Software Development Life Cycle (SDLC)Software Development Life Cycle (SDLC)

  • What is SDLC ?The various activities which are undertaken when developing software are commonly modeled as a software development lifecycle.The software development lifecycle begins with the identification of a requirement for software and ends with the formal verification of the developed software against that requirement.The software development lifecycle does not exist by itself, it is in fact part of an overall product lifecycle. Within the product lifecycle, software will undergo maintenance to correct errors and to comply with changes to requirements.The simplest overall form is where the product is just software, but it can become much more complicated, with multiple software developments each forming part of an overall system to comprise a product.

    SDLC ConceptsIVS Task Group

    SDLC - ModelsSDLC - Models

  • SDLC ModelsThere are a number of different models for software development lifecycles which explains the series of steps through which the product progresses. Life cycle models describe the interrelationships between software development phases. It specifies the relationships between project phases, including transition criteria, feedback mechanisms, milestones, baselines, reviews, and deliverables. Typically, a life cycle model addresses the following phases of a software project: requirements phase, design phase, implementation, integration, testing, operations and maintenance.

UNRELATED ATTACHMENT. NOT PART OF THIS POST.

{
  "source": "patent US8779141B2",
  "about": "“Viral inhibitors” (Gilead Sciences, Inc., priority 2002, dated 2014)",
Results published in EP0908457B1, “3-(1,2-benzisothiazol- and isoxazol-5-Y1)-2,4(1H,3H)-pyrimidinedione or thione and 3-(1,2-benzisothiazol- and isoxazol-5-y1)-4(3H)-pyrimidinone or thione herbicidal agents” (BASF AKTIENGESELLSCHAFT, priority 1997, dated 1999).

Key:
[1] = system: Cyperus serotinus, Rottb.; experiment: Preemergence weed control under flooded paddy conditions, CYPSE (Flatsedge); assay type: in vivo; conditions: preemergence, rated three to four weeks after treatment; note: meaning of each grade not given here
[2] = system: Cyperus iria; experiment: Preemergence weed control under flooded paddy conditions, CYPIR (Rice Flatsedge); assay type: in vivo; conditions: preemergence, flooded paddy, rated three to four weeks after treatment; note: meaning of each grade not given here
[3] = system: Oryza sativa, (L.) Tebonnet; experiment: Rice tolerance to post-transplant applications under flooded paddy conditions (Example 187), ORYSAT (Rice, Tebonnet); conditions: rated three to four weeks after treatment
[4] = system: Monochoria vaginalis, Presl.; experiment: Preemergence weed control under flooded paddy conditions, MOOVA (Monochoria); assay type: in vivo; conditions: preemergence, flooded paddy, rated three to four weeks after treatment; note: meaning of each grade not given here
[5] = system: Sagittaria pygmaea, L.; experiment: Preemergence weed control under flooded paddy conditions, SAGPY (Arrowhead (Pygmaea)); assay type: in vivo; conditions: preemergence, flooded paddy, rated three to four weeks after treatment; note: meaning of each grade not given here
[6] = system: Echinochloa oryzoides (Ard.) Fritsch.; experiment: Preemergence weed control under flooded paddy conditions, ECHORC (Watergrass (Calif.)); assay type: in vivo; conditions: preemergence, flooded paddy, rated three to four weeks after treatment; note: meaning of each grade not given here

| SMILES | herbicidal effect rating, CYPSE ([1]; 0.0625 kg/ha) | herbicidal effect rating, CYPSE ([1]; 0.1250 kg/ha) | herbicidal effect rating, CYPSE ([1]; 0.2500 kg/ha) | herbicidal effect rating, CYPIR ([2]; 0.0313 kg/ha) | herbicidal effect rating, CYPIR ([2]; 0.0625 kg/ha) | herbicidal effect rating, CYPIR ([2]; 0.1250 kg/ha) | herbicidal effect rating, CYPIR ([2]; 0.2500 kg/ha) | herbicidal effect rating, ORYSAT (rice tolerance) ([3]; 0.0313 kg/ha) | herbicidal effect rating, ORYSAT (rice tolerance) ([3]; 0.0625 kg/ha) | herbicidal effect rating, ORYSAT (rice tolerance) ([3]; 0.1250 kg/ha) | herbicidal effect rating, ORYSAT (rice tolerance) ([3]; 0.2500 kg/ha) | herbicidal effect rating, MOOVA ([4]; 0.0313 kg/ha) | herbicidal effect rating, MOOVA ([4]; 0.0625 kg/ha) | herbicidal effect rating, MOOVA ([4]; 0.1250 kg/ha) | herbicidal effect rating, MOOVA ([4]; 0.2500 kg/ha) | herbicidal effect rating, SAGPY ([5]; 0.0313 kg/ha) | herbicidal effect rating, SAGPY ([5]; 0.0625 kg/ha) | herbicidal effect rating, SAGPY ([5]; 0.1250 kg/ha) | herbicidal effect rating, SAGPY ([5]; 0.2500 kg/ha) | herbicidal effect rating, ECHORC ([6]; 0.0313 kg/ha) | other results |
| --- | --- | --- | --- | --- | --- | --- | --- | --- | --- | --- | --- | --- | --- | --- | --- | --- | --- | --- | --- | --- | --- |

• Importance of Lifecycle ModelsProvide guidance for project managementwhat major tasks should be tackled next? milestones!what kind of progress has been made?The necessity of lifecycle modelscharacter of software development has changedearly days: programmers were the primary usersmodest designs; potential of software unknownmore complex systems attemptedmore features, more sophistication greater complexity, more chances for errorheterogeneous users

  • Classifications of SDLC ModelSpiralIncremental

  • 1. Sequential ModelThe models used for the software development lifecycle have been sequential, with the development progressing through a number of well defined phases. The sequential phases are usually represented V Model Waterfall Model.

  • Different Phases of Sequential Model :Requirements phase - in which the requirements for the software are gathered and analyzed, to produce a complete and unambiguous specification of what the software is required to do Detailed Design phase - where the detailed implementation of each component is specified.Code and Unit Test phase - in which each component of the software is coded and tested to verify that it faithfully implements the detailed design.Software Integration phase - in which progressively larger groups of tested software components are integrated and tested until the software works as a whole.System Integration phase - in which the software is integrated to the overall product and tested.Acceptance Testing phase, where tests are applied and witnessed to validate that the software faithfully implements the specified requirements. Note: Software specifications will be products of the first three phases of this lifecycle model. The remaining four phases all involve testing the software at various levels, requiring test specifications against which the testing will be conducted as an input to each of these phases.